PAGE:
From the next day, the coaxial cable was used for the instant transmission of news material between TCN9 and GTV9, with viewers in each city able to see live interstate news reports. And a feature of both channel’s nightly news bulletins was Kevin Sanders Reports, a five-minute report from Canberra.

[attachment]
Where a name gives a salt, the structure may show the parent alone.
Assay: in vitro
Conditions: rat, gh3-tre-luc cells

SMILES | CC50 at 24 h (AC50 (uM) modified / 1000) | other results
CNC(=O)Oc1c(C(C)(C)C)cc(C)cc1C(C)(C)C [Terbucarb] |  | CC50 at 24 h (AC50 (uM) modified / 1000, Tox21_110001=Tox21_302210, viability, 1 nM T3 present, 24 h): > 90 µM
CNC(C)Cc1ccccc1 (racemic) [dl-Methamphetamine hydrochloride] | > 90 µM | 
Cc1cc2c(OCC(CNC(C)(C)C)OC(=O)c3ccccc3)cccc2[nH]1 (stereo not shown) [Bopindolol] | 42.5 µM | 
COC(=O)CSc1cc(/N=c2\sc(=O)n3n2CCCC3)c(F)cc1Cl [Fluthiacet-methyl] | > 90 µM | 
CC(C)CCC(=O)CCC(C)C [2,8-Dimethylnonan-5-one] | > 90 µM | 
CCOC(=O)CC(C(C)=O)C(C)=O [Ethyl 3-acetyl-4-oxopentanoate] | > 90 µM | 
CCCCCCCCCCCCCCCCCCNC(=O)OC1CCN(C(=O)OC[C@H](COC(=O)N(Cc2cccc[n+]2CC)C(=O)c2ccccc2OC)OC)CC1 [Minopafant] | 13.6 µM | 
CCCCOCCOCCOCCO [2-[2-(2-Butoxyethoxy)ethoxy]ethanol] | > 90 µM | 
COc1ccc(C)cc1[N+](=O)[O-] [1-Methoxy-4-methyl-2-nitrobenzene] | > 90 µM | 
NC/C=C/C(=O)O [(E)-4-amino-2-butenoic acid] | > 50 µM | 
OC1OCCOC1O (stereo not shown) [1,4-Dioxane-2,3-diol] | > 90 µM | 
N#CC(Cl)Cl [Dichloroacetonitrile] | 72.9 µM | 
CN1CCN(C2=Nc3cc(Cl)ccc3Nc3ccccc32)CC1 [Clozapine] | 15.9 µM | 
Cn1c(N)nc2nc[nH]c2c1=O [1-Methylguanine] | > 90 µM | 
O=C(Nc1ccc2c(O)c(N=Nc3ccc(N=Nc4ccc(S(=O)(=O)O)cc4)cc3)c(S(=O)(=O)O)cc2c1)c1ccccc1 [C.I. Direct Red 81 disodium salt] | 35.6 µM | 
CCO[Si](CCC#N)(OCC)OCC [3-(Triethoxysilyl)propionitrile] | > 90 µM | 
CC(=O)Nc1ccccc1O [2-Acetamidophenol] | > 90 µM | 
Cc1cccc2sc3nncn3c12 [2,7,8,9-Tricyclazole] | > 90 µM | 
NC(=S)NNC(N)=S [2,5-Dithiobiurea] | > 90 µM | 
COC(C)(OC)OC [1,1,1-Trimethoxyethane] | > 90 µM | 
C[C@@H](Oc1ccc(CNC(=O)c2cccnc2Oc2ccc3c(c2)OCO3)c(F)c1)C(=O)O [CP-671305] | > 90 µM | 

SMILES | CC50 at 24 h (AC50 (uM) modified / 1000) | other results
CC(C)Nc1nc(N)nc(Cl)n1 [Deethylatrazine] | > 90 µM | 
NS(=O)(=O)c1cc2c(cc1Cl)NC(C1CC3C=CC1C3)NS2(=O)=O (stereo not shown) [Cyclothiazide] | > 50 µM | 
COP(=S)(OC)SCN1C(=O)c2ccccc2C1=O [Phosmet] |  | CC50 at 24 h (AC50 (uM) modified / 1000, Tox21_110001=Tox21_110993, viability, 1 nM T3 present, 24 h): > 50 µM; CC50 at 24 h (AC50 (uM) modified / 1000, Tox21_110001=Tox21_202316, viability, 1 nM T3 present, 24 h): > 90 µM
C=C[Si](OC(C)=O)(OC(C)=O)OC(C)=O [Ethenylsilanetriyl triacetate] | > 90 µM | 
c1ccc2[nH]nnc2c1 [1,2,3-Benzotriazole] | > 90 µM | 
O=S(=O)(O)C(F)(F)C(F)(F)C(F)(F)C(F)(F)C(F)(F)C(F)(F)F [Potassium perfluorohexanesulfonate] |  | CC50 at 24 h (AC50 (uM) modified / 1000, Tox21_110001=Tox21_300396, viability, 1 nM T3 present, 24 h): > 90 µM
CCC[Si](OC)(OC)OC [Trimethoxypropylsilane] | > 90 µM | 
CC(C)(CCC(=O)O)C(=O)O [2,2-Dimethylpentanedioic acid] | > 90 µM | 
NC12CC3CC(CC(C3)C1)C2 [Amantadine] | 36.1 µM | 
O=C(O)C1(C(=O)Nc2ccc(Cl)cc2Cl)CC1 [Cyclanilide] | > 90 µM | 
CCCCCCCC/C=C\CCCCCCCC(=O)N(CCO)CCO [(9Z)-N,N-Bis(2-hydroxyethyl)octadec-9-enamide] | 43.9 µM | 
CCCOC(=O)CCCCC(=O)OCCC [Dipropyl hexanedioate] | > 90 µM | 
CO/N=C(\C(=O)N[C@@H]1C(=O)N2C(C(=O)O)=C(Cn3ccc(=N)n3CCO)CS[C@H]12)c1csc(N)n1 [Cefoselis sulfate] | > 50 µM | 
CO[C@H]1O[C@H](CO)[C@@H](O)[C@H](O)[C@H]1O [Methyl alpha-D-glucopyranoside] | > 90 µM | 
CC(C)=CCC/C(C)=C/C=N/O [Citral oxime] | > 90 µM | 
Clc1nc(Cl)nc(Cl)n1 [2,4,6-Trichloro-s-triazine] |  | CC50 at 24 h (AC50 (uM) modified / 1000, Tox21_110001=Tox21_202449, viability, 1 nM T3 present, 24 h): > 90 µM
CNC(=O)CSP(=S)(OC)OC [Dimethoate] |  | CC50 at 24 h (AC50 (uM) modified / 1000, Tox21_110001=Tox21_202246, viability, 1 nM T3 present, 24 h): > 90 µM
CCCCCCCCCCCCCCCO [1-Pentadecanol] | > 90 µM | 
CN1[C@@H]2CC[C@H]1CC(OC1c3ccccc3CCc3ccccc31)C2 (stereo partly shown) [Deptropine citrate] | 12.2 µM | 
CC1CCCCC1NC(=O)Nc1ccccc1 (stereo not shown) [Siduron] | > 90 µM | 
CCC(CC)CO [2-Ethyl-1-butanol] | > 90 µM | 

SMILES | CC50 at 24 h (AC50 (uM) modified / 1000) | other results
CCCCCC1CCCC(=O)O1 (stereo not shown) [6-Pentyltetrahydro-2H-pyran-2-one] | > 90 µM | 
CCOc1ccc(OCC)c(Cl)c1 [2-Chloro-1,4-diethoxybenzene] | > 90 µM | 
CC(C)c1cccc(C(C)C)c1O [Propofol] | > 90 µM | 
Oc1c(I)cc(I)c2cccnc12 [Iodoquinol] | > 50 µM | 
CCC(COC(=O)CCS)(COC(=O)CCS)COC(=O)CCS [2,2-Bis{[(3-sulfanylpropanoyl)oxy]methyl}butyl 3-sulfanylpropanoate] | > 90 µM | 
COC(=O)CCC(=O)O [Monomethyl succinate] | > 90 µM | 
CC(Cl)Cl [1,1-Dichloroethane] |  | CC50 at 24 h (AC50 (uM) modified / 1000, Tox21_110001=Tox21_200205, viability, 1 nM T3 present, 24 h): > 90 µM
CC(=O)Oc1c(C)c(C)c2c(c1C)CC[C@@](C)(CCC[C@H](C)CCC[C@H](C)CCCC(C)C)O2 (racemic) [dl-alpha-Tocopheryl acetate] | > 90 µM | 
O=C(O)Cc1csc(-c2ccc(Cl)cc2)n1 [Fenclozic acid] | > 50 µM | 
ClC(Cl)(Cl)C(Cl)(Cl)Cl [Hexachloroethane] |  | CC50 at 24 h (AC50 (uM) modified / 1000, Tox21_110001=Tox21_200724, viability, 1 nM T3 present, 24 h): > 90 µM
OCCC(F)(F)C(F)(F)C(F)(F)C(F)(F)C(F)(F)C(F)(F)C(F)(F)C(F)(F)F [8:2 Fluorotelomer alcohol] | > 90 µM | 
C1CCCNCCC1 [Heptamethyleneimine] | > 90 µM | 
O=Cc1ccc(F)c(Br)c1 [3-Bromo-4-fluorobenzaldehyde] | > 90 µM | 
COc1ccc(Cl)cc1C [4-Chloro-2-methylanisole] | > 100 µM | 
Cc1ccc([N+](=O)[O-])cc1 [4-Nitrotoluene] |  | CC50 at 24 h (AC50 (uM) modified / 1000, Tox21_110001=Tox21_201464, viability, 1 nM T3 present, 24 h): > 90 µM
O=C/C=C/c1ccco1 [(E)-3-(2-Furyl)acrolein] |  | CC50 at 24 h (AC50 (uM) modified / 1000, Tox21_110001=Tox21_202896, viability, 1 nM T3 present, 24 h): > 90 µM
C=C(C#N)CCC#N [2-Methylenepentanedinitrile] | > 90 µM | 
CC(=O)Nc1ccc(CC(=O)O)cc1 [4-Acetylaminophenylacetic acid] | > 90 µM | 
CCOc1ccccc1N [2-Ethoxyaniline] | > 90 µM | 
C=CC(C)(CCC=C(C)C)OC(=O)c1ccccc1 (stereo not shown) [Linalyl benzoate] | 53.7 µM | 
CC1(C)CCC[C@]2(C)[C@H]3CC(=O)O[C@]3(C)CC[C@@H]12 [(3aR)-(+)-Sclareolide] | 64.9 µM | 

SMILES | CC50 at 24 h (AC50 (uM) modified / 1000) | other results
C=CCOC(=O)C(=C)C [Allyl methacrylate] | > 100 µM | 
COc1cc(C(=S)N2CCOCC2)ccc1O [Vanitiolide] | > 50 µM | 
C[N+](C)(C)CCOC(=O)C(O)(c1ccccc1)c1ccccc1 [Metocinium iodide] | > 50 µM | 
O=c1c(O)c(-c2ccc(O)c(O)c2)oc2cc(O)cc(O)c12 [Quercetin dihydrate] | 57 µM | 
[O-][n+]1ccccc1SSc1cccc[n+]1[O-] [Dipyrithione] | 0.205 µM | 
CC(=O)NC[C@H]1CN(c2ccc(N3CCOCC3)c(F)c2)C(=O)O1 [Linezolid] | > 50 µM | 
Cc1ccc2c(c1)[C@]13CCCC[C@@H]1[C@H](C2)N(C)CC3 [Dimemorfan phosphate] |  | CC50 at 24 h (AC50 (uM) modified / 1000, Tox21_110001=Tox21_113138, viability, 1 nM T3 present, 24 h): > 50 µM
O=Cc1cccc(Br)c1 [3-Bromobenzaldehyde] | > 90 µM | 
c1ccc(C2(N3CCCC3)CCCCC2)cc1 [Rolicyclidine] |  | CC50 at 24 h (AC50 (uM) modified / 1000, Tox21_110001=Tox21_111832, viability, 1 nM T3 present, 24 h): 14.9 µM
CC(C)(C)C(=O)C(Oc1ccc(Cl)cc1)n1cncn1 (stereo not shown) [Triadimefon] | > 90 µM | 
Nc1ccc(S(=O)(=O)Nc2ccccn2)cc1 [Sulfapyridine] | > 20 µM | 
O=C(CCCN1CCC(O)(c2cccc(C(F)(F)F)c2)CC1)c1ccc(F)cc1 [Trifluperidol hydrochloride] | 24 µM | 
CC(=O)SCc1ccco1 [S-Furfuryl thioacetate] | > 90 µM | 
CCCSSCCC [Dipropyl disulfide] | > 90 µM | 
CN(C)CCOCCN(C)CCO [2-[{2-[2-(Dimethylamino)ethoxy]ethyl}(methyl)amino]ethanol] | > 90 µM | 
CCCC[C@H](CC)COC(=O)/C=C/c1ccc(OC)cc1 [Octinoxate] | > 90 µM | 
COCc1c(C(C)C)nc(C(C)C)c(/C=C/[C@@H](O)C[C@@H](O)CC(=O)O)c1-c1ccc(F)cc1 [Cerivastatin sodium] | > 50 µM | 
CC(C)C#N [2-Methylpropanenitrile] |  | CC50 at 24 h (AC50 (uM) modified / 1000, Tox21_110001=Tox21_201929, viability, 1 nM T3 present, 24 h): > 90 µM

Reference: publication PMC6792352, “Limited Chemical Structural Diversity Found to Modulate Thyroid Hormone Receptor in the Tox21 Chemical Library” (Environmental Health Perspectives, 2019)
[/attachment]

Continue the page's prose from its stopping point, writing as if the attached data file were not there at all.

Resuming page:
Over the summer of 1963-64, the cable started to be used for the instant relay of afternoon game shows between the two cities, and the two channels experimented with the link to determine future opportunities with a view to broadcasting or linking prime-time programs such as In Melbourne Tonight and Sydney’s Tonight With Dave Allen from February 1964. The network was well aware of the difference in viewing habits and tastes between the two cities and had the challenge of overcoming those differences while making the best use of the new link – noting that Kennedy had struggled to gain a major following in Sydney in the past and it was not known how well Irish comedian Dave Allen would be received in Melbourne. “We are going slowly on this one,” a TCN9 executive told TV Times in November 1963. “We hope that by getting together and creating a greater inter-city awareness through the news, sport and other programs, we can gradually break down these local tastes. We want to create a climate where Sydneysiders will accept Melbourne’s atmosphere and personalities, and vice versa. Unless we can do this, it’s doom for live programming in Australia. With costs so high, there’s no future for this unless you can find a really national outlet for a show.”